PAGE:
Keep the Big Guys Involved

When the Client Chiefs Aren't Engaged, You're Bound to Fail

By Published on .

Here is a story of failure. Not total failure; but failure to really live up to expectations.

Lorenzo Romero Lorenzo Romero
We recently created an entire brand campaign for a new product in the high-tech industry. The overall branding effort was very successful in reaching its goals: the identity, the packaging, the naming, the collateral. Everyone loved it.

There were, however, a couple of projects within the scope of work that went astray.

What happened? We started off strongly. We were having weekly meetings with the company's president, the marketing staff, engineers -- you name it, they were there. When we presented our offering, they were impressed. The message was exact. The format was precise. This was exactly the brand they were born to be. We were hailed on lifted shoulders as the next Heisman. What a rush.

Fast forward two months. Now there are comments like, "That's not what I thought it would look like" and "What exactly are you trying to say here?"

Talk about fickle. What happened? How do you go from being the hottest thing since sliced bread, to yesterday's meatloaf?

As I look back on this project. I can see that we got a little too confident. Not in our ability to produce, but in our ability to engage. You see, once we had the brand identity in place, the president and other big decision makers took more of a hands-off approach. This left us to work with the marketing director and others. The "big guy" was no longer in on all of our discussions. Thus, when it was time to present, he had no buy-in. There was a real disconnect. To make matters worse, on some occasions the marketing director, rather than our team, presented to the president after our meetings took place. Bad move.

I think this phenomenon occurs more in marketing with smaller clients. Perhaps because the chief officers have to wear so many hats, they are used to having their hands in most decisions. But if they're not involved from the beginning, they have no buy-in.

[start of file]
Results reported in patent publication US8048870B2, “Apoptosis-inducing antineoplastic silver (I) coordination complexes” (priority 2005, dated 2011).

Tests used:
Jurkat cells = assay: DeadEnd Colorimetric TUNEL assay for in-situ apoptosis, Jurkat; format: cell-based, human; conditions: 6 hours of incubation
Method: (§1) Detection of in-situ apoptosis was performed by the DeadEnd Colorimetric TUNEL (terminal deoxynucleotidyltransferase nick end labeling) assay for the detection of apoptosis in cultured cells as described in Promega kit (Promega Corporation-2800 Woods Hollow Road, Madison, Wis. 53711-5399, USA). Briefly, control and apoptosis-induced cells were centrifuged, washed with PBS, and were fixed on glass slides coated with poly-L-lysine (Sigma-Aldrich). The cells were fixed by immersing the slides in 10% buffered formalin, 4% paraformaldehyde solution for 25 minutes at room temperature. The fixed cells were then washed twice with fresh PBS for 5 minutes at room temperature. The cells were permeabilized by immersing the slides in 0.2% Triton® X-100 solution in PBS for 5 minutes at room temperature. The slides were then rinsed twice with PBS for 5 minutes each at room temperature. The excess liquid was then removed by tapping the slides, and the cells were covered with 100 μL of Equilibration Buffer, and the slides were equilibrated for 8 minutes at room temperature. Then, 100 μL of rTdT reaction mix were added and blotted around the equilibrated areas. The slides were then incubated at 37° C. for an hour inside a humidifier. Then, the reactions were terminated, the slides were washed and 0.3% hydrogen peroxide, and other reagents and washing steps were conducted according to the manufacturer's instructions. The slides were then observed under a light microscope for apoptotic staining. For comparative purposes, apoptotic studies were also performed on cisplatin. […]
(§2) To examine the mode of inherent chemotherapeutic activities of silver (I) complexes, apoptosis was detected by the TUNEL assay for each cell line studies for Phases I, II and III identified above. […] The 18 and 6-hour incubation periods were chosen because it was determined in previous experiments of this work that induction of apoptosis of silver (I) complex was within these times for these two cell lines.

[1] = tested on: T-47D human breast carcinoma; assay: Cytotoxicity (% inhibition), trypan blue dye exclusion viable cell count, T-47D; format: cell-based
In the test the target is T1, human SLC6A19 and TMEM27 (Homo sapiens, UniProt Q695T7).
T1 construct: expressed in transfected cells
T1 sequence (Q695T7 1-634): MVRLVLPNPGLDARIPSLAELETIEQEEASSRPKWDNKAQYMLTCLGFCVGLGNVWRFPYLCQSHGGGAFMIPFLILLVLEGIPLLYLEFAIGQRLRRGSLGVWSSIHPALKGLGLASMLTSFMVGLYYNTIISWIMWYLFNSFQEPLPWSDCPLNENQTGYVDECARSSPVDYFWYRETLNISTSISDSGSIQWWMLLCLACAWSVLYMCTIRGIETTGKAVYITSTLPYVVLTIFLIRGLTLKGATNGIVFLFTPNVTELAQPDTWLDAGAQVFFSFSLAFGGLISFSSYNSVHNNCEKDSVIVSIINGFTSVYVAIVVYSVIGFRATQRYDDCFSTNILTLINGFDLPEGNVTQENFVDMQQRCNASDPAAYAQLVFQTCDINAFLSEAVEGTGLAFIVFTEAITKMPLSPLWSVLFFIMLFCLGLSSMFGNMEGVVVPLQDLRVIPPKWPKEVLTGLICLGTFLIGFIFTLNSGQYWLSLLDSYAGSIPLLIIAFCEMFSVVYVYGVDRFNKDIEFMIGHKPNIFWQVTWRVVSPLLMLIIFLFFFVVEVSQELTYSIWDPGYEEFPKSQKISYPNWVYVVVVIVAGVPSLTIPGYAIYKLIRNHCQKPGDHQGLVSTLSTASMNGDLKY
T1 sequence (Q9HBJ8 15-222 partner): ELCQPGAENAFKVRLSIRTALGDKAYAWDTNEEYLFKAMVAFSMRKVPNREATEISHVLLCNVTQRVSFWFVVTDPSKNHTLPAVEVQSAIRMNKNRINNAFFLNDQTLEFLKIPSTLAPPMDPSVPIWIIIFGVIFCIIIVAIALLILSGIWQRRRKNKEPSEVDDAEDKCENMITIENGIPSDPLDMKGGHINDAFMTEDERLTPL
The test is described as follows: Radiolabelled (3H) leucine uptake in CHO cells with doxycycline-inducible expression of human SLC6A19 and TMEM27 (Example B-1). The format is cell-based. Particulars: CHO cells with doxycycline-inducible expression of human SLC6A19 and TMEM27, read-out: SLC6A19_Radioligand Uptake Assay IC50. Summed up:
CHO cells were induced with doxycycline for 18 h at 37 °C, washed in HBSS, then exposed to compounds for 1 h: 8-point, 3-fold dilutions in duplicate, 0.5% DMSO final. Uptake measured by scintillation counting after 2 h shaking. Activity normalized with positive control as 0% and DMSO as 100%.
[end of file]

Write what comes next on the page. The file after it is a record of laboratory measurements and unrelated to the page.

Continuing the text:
I do think, though, that we can take something from this situation with regard to all of our clients. It is vitally important to create a sense of investment within the group. When your marketing is a process that involves many decision makers, from the top down, there is inherently more ownership. It cannot be enough to build the foundation of a brand with the team of clients and designers, and then run in your own direction, confident that they will be running right along behind you, urging you on.

So the take-away message here? Three important things to remember:
  • It is vital to engage the decision makers all the way through the process.
  • Be specific about your requirements for each meeting. Who needs to be there? What will we accomplish? If key people are not available, reschedule.
  • Never allow marketing directors or others to present in your stead.
The story ends well. We were able to salvage our relationship with our client, get everyone involved again in the process, and in the end, put out an entire campaign that everyone is pleased with. Effective, emotive, creative marketing that gives the type of results we and our clients can be proud of.

As a matter of fact, this same campaign went on to win the "Advertising Works" award from our local Advertising Federation Chapter.
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